The roar of the engines, the smell of fuel and oil, the cheers of the crowd-the biggest weekend in auto racing history is over. And I still don't appreciate it. I fully recognize millions of people are nuts over auto racing. Speed has tremendous appeal to many, and the Memorial Day weekend, with the simultaneous running of the Indianapolis 500, Coca-Cola 600 and upstart U.S. 500, had to be an incredible experience for racing buffs. But not for me.
Oh, I once followed the Indy 500 with great interest. When I was a kid, we were a Ford Family: My father was a supervisor at a Ford Motor Co. plant, and we drove only Fords. We even made the pilgrimage to Dearborn, Mich., visiting the shrine to Henry Ford. Company loyalty was a big thing in the 1950s, before the emergence of corporate raiders, permanent replacement workers and downsizing.
Company loyalty certainly is a reason some people are fascinated with Indy car racing. I'm intrigued by the competitive sparks that fly between Bridgestone/Firestone Inc. and Goodyear employees over the racing situation. I'm not talking about just public relations operatives or top company executives, either, but engineers, production workers, people in the trenches. I've heard some serious boasting about whose tires will kick whose butts on the track. Lots of company loyalty from people who otherwise often bad-mouth their employers for poor management or insensitivity.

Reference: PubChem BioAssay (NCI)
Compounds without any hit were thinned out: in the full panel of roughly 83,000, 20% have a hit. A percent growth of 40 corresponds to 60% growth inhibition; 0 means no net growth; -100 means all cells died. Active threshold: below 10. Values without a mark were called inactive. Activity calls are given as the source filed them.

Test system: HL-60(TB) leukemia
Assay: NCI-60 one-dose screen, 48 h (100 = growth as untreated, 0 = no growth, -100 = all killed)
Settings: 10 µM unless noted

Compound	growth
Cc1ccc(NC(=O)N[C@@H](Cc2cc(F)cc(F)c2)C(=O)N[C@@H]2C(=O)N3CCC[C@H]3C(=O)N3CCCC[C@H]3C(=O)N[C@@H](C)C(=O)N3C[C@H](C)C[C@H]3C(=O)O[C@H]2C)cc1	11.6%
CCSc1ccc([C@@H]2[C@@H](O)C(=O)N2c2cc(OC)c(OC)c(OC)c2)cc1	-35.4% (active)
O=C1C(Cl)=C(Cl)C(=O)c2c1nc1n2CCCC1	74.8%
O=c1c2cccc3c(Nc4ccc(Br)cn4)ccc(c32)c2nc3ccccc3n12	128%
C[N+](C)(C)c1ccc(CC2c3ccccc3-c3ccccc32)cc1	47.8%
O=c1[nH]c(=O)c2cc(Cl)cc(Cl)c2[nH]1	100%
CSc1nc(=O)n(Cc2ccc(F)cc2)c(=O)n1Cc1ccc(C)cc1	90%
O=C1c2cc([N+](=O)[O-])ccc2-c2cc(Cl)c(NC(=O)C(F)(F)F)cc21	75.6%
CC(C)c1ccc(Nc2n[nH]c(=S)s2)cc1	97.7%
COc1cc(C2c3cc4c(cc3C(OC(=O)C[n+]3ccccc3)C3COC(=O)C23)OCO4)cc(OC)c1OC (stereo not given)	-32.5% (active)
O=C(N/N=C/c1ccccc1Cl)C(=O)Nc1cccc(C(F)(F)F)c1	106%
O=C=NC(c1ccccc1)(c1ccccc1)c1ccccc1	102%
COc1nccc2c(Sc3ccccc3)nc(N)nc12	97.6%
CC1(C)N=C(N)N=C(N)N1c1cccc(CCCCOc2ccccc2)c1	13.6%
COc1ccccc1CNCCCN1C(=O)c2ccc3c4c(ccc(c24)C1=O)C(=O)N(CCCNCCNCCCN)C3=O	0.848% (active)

Drivers riding on Firestone-brand tires won two of the three races (the Indianapolis 500 and the U.S. 500). But the victories were bittersweet, for the United Steelworkers were out in force at both races, condemning Bridgestone/Firestone for so-called unfair labor practices and the illegal hiring of strikebreakers.
Give the union credit for not resorting to crass statements about the death of racer Scott Brayton, whose car crashed after a made-in-Japan Firestone tire hit something and ruptured.
The tragedy that took Brayton's life points to an important reason auto racing is popular. People can't duplicate but certainly can empathize with the performance of drivers who cheat death at 240 mph. And let's face it, there's a morbid curiosity about disasters. That's why crash photos from tracks always are featured on TV and in print. Hey, I look at them, too.
Noga is editor of Rubber & Plastics News.